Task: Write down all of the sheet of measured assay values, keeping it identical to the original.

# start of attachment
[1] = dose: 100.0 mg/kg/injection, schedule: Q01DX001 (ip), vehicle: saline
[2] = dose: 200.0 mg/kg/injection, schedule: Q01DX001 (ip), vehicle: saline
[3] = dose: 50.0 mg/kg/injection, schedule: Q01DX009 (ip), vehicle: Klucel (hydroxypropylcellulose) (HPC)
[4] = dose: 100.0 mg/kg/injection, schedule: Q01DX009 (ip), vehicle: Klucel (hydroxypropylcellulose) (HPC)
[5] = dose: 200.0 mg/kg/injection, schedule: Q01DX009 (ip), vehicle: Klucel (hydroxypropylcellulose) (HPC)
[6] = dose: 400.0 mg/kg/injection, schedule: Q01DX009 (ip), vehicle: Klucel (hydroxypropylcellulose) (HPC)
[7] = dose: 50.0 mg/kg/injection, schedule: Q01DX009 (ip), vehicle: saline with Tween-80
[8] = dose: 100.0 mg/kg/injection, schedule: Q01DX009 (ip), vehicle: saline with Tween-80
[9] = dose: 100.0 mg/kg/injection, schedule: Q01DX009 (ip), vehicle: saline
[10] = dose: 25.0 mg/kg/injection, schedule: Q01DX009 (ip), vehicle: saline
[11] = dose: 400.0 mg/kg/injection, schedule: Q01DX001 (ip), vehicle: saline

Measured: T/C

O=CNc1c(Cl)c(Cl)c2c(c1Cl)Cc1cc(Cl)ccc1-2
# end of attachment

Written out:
[1] = dose: 100.0 mg/kg/injection, schedule: Q01DX001 (ip), vehicle: saline
[2] = dose: 200.0 mg/kg/injection, schedule: Q01DX001 (ip), vehicle: saline
[3] = dose: 50.0 mg/kg/injection, schedule: Q01DX009 (ip), vehicle: Klucel (hydroxypropylcellulose) (HPC)
[4] = dose: 100.0 mg/kg/injection, schedule: Q01DX009 (ip), vehicle: Klucel (hydroxypropylcellulose) (HPC)
[5] = dose: 200.0 mg/kg/injection, schedule: Q01DX009 (ip), vehicle: Klucel (hydroxypropylcellulose) (HPC)
[6] = dose: 400.0 mg/kg/injection, schedule: Q01DX009 (ip), vehicle: Klucel (hydroxypropylcellulose) (HPC)
[7] = dose: 50.0 mg/kg/injection, schedule: Q01DX009 (ip), vehicle: saline with Tween-80
[8] = dose: 100.0 mg/kg/injection, schedule: Q01DX009 (ip), vehicle: saline with Tween-80
[9] = dose: 100.0 mg/kg/injection, schedule: Q01DX009 (ip), vehicle: saline
[10] = dose: 25.0 mg/kg/injection, schedule: Q01DX009 (ip), vehicle: saline
[11] = dose: 400.0 mg/kg/injection, schedule: Q01DX001 (ip), vehicle: saline

Measured: T/C

O=CNc1c(Cl)c(Cl)c2c(c1Cl)Cc1cc(Cl)ccc1-2